Readers who pick up a copy of my World War II baseball novel, The Bridgeport Hammer, will notice something radically different about the National League. I have fielded numerous questions about this already. Surprisingly, no one has inquired about the Nazi spies roaming the U.S. or the assassination plot against President Roosevelt. (Apparently, I sold that pretty well.) Instead, readers want to know why I changed the names of the players and teams.
The answer is simple: I felt that alternate history should take place in a slightly altered reality.
The book is not really a departure from the facts at all. I have taken great pains to preserve the conventions, strategies and culture of the game during the war era. But I did give the National League a bit of a facelift. Avid fans of the sport will have no difficulty tracing the origins of the team names. For baseball neophytes, here is a complete rundown of my revised NL lineup:
Philadelphia Mustangs: The Philadelphia Phillies started out as the Quakers in 1883. The team name was quickly changed to the Philadelphias then gradually shortened to its current form. They are the oldest one-name, one-city franchise in the majors. A “Filly” is also a female horse, so I came up with the name “Mustangs” to make them sound more masculine.
Boston Wranglers: The Atlanta Braves were originally based in Boston. They played as the Red Stockings and the Beaneaters between 1876 and 1906. After that, they went through a rapid series of ownership changes. In 1907, they altered their name to the Doves. In 1911, they became known as the Rustlers. That’s where I got the “Wranglers” handle from.
Brooklyn Superbas: Back in the day, the borough of Brooklyn was inundated with an elaborate network of trolley routes. People who lived there were jokingly referred to as “trolley dodgers.” The current team handle originated from the antiquated slang. Long before they became permanently known as the Dodgers, they played as the Atlantics, Grays, Bridegrooms, Robins and Superbas. They carried the “Superbas” handle from 1899 through 1910.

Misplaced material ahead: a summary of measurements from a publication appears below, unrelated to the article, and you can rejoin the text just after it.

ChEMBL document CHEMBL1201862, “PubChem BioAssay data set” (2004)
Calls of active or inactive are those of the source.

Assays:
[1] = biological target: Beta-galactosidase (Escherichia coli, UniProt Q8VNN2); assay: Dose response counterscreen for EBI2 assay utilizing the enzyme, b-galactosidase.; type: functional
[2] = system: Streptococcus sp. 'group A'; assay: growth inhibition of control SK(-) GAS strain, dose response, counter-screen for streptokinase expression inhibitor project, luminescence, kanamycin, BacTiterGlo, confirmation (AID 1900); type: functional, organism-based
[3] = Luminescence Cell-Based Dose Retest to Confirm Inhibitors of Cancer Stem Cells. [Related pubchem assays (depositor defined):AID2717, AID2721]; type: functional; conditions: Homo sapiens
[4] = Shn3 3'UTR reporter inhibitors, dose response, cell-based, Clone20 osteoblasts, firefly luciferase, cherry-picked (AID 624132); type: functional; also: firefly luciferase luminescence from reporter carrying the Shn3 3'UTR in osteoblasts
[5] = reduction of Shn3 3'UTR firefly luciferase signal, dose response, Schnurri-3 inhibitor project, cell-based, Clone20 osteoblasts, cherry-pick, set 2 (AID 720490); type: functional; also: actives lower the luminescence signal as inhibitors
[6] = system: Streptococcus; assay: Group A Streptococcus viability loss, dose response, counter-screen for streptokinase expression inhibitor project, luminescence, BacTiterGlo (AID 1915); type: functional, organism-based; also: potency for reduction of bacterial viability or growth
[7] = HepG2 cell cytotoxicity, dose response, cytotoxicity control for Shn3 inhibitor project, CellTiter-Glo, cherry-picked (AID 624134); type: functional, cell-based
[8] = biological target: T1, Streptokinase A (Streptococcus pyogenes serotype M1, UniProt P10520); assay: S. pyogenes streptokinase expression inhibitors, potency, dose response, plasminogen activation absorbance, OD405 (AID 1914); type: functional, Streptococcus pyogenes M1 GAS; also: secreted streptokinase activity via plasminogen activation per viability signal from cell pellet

Chicago Orphans: Cap Anson was one of the greatest players of the nineteenth century. The first player to collect 3,000 hits, he led Chicago (then known as the Colts) to six National League pennants between 1876 and 1886. He was released in 1897 when the club compiled a 59-73 record and finished in ninth place. After Anson’s retirement, sportswriters began referring to the Colts as the “Orphans.” They were known as such from 1898-1902.
St. Louis Perfectos: When streetcar moguls Frank and Stanley Robison, owners of the Cleveland Spiders, purchased the lowly St. Louis Browns after the 1898 campaign, they came up with a hare-brained scheme to strip the Spiders of their best players and ship them off to St. Louis. As a result, the 1899 Spiders compiled the worst record in major league history at 20-134. The St. Louis squad—renamed the “Perfectos,”—fared much better with an 84-67 mark. The Spiders were ousted from the league after that ill-fated season and the “Perfectos” became known as the Cardinals thereafter.
Cincinnati Redlegs: The Reds carried this nickname from 1954-1959. Many sources agree that the name change was an effort to disassociate the team from any ties to communism. After all, it was the era of the infamous "Red Scare."
New York Titans: This one’s a no-brainer. Titan is a synonym for Giant.
Pittsburgh Bandits: Pirates…Buccaneers…Bandits—different names for the same brand of outlaw.
In regard to the players in my novel, the names have been changed, but most are based on real people. Some are composites of multiple personalities. For instance, the novel’s chief protagonist, Emmett Drexler, is an amalgam of two war era players—Moe Berg and Rip Sewell.
---Berg spent fifteen years in the majors as a catcher for several clubs. Selected for an all-star squad that toured Japan in 1934, he took films of the Tokyo landscape that would later be used by the U.S. government to plan bombing raids during WWII. Known for his remarkable intelligence, Berg was fluent in several languages. Teammate Elden Auker referred to him as “the most fascinating” and “mysterious” man he had ever known. Upon retiring as a player in 1939, Berg became a member of the Office of Strategic Services—precursor to the CIA.
---Rip Sewell, a right-handed pitcher who spent most of his career with the Pirates, was the cousin of Hall of Fame infielder Joe Sewell. After sustaining a serious injury to his right foot in a hunting accident, he was forced to alter his mechanics on the mound. He began experimenting with a quirky blooper pitch that traveled in a high arc (roughly twenty feet or so) on its way to the plate. The novelty offering was nicknamed the “eephus” by teammate Maurice Van Robays. Supposedly, “eephus” is a variation of the Hebrew word for “nothing.” Sewell’s super-blooper quickly made him one of the hottest gate attractions of the war years. He won 59 games between 1942 and 1944 while appearing on two all-star teams.
Baseball-minded readers will undoubtedly recognize other iconic heroes in disguise, but I don’t want to give away too much. It’s all part of the fun. Unlike some works of fiction, similarities between my characters and actual people living or dead are purely intentional.